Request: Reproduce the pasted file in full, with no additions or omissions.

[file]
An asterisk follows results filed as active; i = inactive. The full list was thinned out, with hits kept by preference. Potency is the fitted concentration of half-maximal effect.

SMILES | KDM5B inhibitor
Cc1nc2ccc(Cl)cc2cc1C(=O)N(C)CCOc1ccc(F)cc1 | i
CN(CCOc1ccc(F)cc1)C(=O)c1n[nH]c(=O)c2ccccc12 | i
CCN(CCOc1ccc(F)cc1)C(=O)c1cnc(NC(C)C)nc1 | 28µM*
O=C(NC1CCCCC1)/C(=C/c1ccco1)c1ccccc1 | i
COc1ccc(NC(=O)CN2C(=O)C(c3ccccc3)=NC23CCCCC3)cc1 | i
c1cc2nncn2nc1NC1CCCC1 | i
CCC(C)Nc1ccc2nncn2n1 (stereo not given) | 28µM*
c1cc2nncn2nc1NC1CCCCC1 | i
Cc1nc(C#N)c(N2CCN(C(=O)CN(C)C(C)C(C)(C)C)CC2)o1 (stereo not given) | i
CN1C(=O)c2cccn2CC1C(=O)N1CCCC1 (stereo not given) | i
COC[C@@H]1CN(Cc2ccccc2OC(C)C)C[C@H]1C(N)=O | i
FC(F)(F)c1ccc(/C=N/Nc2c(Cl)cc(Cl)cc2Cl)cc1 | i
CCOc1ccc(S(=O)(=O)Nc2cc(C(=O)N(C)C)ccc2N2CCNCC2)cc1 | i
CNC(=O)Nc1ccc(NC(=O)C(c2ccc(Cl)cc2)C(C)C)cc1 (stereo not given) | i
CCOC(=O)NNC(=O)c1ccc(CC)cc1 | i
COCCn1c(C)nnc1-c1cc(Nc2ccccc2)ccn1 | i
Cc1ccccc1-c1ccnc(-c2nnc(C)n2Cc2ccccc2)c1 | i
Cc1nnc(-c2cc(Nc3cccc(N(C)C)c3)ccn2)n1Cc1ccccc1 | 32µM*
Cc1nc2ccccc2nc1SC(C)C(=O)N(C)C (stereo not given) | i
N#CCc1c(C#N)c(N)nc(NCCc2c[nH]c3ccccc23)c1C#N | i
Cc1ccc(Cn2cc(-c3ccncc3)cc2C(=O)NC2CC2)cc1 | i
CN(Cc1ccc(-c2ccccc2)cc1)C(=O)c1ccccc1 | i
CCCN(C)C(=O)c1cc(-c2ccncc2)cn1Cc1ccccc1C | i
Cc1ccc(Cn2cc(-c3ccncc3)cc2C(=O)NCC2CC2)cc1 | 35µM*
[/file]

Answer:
An asterisk follows results filed as active; i = inactive. The full list was thinned out, with hits kept by preference. Potency is the fitted concentration of half-maximal effect.

SMILES | KDM5B inhibitor
Cc1nc2ccc(Cl)cc2cc1C(=O)N(C)CCOc1ccc(F)cc1 | i
CN(CCOc1ccc(F)cc1)C(=O)c1n[nH]c(=O)c2ccccc12 | i
CCN(CCOc1ccc(F)cc1)C(=O)c1cnc(NC(C)C)nc1 | 28µM*
O=C(NC1CCCCC1)/C(=C/c1ccco1)c1ccccc1 | i
COc1ccc(NC(=O)CN2C(=O)C(c3ccccc3)=NC23CCCCC3)cc1 | i
c1cc2nncn2nc1NC1CCCC1 | i
CCC(C)Nc1ccc2nncn2n1 (stereo not given) | 28µM*
c1cc2nncn2nc1NC1CCCCC1 | i
Cc1nc(C#N)c(N2CCN(C(=O)CN(C)C(C)C(C)(C)C)CC2)o1 (stereo not given) | i
CN1C(=O)c2cccn2CC1C(=O)N1CCCC1 (stereo not given) | i
COC[C@@H]1CN(Cc2ccccc2OC(C)C)C[C@H]1C(N)=O | i
FC(F)(F)c1ccc(/C=N/Nc2c(Cl)cc(Cl)cc2Cl)cc1 | i
CCOc1ccc(S(=O)(=O)Nc2cc(C(=O)N(C)C)ccc2N2CCNCC2)cc1 | i
CNC(=O)Nc1ccc(NC(=O)C(c2ccc(Cl)cc2)C(C)C)cc1 (stereo not given) | i
CCOC(=O)NNC(=O)c1ccc(CC)cc1 | i
COCCn1c(C)nnc1-c1cc(Nc2ccccc2)ccn1 | i
Cc1ccccc1-c1ccnc(-c2nnc(C)n2Cc2ccccc2)c1 | i
Cc1nnc(-c2cc(Nc3cccc(N(C)C)c3)ccn2)n1Cc1ccccc1 | 32µM*
Cc1nc2ccccc2nc1SC(C)C(=O)N(C)C (stereo not given) | i
N#CCc1c(C#N)c(N)nc(NCCc2c[nH]c3ccccc23)c1C#N | i
Cc1ccc(Cn2cc(-c3ccncc3)cc2C(=O)NC2CC2)cc1 | i
CN(Cc1ccc(-c2ccccc2)cc1)C(=O)c1ccccc1 | i
CCCN(C)C(=O)c1cc(-c2ccncc2)cn1Cc1ccccc1C | i
Cc1ccc(Cn2cc(-c3ccncc3)cc2C(=O)NCC2CC2)cc1 | 35µM*